Lowenthal Marcus makes the following point:
The new bus lines are not, as the misleading headlines suggest, only for Arab Palestinians, the restriction they have is that they only stop at Arab towns in the territories, where – few would disagree – Jews with or without special identification would not dare go for fear – a legitimate one – of physical violence. The fact remains that any Israeli citizens, Jewish, Christian or Zoroastrians, who live in the “Jewish” towns, were able to and did use the pre-existing bus lines.
As Seth Frantzman observed in the Jerusalem Post today:
The website of the bus company, Ofakim, shows that the No. 211 bus route begins near Kalkilya and travels to Tel Aviv with stops in Petah Tikvah, Bnei Brak and elsewhere. It doesn’t indicate that it is a “Palestinian only” bus or that Jews may not ride it. Ofakim claimed “We are not allowed to refuse service and we will not order anyone to get off the bus.”
Frantzman also argued that “nothing obvious prevents Arabs from commuting to a bus stop near a large Jewish community, to take a bus serving Ariel for instance.” He added that “there is no ‘segregation’, no ‘separate but equal’. No one is ‘sitting at the back’.”
But, one question remains: How would it be racist against ‘Palestinians’ if service on a bus line operating in the West Bank was for ‘Palestinians only’? That is, how could Palestinians be victims of racism if service on a public transportation system was denied to Jews?
Typically, the canards employed by those who assault Israel’s legitimacy are framed in the opposite manner, with suggestions that public accommodations in Israel are restricted to prevent non-Jews from using them. A great example of such a false claim, advanced by Haaretz and definitively refuted by CAMERA, was the myth of “Jews only” roads in Israel.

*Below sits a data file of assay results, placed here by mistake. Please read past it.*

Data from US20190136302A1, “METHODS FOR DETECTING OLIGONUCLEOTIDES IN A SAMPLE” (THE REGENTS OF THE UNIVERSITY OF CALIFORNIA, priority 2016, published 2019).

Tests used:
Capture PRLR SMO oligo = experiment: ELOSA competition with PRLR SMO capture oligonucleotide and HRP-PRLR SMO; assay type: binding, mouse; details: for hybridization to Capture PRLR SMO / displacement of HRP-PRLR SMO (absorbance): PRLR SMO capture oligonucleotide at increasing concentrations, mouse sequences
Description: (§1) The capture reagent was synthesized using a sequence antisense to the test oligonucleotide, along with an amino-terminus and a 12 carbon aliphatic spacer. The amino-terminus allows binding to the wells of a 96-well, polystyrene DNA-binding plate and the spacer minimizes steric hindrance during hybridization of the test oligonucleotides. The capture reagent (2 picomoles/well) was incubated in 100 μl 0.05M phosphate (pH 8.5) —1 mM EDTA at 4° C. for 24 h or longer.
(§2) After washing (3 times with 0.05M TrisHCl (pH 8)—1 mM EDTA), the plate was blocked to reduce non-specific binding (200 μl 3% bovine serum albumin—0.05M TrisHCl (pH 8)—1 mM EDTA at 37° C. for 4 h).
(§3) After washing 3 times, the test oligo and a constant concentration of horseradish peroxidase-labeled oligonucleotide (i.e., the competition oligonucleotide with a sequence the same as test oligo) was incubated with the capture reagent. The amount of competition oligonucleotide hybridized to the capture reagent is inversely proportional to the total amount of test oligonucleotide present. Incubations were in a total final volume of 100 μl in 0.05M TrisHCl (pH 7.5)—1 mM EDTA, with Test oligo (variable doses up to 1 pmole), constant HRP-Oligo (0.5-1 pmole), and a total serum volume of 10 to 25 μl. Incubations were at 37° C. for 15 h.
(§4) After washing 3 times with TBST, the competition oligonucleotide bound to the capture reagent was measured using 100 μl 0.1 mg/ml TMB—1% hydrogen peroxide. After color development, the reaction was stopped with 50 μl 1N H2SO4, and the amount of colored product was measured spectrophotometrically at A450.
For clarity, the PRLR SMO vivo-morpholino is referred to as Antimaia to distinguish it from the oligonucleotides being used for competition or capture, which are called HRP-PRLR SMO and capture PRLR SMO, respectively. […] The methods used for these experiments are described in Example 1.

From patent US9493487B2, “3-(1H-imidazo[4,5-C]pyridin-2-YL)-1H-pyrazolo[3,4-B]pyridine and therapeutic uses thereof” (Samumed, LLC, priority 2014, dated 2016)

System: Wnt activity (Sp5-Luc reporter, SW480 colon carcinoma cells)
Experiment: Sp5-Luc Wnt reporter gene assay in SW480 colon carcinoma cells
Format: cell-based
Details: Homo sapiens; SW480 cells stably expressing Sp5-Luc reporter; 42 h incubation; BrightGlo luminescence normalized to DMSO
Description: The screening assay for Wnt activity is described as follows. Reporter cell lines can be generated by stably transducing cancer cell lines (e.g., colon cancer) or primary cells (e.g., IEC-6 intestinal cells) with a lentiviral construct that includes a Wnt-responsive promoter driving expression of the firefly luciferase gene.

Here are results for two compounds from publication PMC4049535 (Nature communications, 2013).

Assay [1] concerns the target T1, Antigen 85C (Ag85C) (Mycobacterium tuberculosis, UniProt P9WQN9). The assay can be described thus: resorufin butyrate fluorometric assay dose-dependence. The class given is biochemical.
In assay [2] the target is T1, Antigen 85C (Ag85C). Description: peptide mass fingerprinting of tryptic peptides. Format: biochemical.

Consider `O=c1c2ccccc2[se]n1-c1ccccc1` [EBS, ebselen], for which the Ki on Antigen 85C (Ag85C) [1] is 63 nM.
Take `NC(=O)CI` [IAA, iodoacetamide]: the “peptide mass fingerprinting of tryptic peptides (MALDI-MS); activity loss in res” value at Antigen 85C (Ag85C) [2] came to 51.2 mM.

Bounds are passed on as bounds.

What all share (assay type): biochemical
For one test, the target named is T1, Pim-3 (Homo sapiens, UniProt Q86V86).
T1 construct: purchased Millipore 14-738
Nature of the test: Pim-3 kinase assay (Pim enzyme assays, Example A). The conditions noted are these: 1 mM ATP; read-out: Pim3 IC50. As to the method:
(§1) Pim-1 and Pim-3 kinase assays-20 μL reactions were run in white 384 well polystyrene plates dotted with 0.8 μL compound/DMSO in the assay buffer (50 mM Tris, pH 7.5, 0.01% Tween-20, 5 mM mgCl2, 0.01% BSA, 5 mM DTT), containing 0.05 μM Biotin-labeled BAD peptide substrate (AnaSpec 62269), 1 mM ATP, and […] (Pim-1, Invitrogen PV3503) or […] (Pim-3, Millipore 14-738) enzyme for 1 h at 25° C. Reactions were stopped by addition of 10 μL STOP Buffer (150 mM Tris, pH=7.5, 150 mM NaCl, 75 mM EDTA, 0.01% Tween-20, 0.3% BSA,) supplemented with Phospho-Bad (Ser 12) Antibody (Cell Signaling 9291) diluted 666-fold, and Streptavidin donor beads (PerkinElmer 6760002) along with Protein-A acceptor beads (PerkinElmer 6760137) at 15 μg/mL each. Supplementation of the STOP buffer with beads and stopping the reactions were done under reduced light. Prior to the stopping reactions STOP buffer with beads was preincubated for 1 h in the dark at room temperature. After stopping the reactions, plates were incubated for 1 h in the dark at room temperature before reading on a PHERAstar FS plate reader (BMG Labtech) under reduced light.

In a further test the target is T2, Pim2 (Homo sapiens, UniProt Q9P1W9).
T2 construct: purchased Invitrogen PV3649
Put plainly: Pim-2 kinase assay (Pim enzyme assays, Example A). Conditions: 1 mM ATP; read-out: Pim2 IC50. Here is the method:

While there are no ‘Jews only’ roads in Israel, there are areas within the state for ‘Palestinians only’.
Put another way, is this sign racist?
First, it would obviously be extremely dangerous for an Israeli Jew to enter Palestinians cities in Area ‘A’. It’s also prohibited by the IDF. When I went on a media tour of Ramallah in 2011 I was required to sign a document essentially stating that I understood the risk involved and that the Israeli government was not responsible for my safety.
Palestinian cities in the West Bank such as Ramallah are for ‘Palestinians only’.
Whilst the future of the new bus lines which are the focus of the latest anti-Israel media storm may be in doubt, let’s be clear about two things:
First, contrary to claims made in the media, there are no ‘Palestinian only’ bus lines.
If, completely hypothetically, there were such buses, it beggars the imagination how policies which excluded Jewish passengers could be characterized as racist against Palestinians.
The latest row demonstrates that when it comes to reporting on Israel, facts and moral logic are necessarily subservient to sensationalist anti-Zionist narratives.